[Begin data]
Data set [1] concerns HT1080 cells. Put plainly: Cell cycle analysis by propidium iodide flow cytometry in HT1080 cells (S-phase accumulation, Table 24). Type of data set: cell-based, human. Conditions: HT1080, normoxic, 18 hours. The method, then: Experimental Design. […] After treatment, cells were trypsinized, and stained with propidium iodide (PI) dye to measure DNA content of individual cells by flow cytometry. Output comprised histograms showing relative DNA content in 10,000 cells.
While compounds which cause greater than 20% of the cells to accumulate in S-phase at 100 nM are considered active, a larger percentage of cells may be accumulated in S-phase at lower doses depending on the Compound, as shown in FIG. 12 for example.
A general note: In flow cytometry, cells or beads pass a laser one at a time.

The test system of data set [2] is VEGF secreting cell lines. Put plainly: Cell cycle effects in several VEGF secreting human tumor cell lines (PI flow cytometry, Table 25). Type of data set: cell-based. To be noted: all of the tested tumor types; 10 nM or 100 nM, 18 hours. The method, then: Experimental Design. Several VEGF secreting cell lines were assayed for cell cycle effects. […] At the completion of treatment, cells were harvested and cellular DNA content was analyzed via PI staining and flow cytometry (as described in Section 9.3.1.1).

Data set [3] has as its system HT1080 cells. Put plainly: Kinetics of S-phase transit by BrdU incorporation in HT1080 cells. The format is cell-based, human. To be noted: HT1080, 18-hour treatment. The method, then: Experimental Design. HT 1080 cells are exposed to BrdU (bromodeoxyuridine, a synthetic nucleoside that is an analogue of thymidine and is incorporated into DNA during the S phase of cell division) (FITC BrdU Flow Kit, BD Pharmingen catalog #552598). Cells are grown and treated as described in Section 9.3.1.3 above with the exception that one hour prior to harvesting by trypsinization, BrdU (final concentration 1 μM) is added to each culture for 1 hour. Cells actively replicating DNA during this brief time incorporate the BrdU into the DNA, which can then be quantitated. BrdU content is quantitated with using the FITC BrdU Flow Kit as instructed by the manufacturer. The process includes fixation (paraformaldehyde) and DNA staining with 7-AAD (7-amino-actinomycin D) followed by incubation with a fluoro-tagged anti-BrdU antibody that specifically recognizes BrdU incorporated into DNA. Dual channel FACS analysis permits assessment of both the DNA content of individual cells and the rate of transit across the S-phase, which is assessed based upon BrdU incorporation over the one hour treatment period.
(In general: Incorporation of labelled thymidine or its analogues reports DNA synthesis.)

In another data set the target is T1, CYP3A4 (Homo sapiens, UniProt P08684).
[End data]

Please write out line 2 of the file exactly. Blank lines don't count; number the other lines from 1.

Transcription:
While compounds which cause greater than 20% of the cells to accumulate in S-phase at 100 nM are considered active, a larger percentage of cells may be accumulated in S-phase at lower doses depending on the Compound, as shown in FIG. 12 for example.